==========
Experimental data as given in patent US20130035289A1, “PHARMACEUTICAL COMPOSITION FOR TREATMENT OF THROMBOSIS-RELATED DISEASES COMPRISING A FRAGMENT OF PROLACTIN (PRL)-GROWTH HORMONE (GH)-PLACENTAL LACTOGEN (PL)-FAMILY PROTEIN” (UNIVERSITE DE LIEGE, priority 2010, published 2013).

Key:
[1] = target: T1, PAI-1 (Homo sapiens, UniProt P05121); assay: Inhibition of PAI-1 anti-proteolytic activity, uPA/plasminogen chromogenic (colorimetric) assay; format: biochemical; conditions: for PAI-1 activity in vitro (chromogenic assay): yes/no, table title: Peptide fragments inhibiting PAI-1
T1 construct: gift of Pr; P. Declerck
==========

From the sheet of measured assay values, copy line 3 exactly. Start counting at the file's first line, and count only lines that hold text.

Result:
[1] = target: T1, PAI-1 (Homo sapiens, UniProt P05121); assay: Inhibition of PAI-1 anti-proteolytic activity, uPA/plasminogen chromogenic (colorimetric) assay; format: biochemical; conditions: for PAI-1 activity in vitro (chromogenic assay): yes/no, table title: Peptide fragments inhibiting PAI-1